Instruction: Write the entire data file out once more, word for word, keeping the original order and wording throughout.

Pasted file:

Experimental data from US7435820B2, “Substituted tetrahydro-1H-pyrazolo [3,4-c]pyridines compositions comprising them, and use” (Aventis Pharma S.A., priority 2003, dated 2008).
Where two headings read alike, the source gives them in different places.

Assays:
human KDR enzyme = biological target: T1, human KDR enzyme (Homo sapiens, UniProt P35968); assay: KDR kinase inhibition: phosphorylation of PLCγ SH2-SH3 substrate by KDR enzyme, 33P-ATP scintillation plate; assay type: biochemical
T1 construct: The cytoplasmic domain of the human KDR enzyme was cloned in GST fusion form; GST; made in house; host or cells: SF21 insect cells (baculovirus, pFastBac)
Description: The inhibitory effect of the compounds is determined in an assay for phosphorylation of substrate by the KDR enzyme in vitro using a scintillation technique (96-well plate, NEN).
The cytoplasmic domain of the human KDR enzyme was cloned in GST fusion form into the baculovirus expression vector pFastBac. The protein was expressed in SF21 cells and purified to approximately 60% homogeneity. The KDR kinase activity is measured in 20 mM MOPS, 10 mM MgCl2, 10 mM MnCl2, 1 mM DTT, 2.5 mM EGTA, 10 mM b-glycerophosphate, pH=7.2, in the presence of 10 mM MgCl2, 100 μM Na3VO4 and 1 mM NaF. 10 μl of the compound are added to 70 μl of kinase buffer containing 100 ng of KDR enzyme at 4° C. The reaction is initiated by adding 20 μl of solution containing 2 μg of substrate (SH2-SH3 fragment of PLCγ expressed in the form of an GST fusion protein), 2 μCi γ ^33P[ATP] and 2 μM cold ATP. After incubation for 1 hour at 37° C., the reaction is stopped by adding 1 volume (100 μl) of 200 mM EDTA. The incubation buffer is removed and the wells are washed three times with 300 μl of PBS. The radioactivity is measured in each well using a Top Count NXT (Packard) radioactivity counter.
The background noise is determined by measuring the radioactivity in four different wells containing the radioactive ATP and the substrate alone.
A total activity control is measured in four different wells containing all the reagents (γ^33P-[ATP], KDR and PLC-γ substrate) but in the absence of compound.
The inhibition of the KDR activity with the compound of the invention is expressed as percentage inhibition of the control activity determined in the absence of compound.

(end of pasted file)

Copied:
Experimental data from US7435820B2, “Substituted tetrahydro-1H-pyrazolo [3,4-c]pyridines compositions comprising them, and use” (Aventis Pharma S.A., priority 2003, dated 2008).
Where two headings read alike, the source gives them in different places.

Assays:
human KDR enzyme = biological target: T1, human KDR enzyme (Homo sapiens, UniProt P35968); assay: KDR kinase inhibition: phosphorylation of PLCγ SH2-SH3 substrate by KDR enzyme, 33P-ATP scintillation plate; assay type: biochemical
T1 construct: The cytoplasmic domain of the human KDR enzyme was cloned in GST fusion form; GST; made in house; host or cells: SF21 insect cells (baculovirus, pFastBac)
Description: The inhibitory effect of the compounds is determined in an assay for phosphorylation of substrate by the KDR enzyme in vitro using a scintillation technique (96-well plate, NEN).
The cytoplasmic domain of the human KDR enzyme was cloned in GST fusion form into the baculovirus expression vector pFastBac. The protein was expressed in SF21 cells and purified to approximately 60% homogeneity. The KDR kinase activity is measured in 20 mM MOPS, 10 mM MgCl2, 10 mM MnCl2, 1 mM DTT, 2.5 mM EGTA, 10 mM b-glycerophosphate, pH=7.2, in the presence of 10 mM MgCl2, 100 μM Na3VO4 and 1 mM NaF. 10 μl of the compound are added to 70 μl of kinase buffer containing 100 ng of KDR enzyme at 4° C. The reaction is initiated by adding 20 μl of solution containing 2 μg of substrate (SH2-SH3 fragment of PLCγ expressed in the form of an GST fusion protein), 2 μCi γ ^33P[ATP] and 2 μM cold ATP. After incubation for 1 hour at 37° C., the reaction is stopped by adding 1 volume (100 μl) of 200 mM EDTA. The incubation buffer is removed and the wells are washed three times with 300 μl of PBS. The radioactivity is measured in each well using a Top Count NXT (Packard) radioactivity counter.
The background noise is determined by measuring the radioactivity in four different wells containing the radioactive ATP and the substrate alone.
A total activity control is measured in four different wells containing all the reagents (γ^33P-[ATP], KDR and PLC-γ substrate) but in the absence of compound.
The inhibition of the KDR activity with the compound of the invention is expressed as percentage inhibition of the control activity determined in the absence of compound.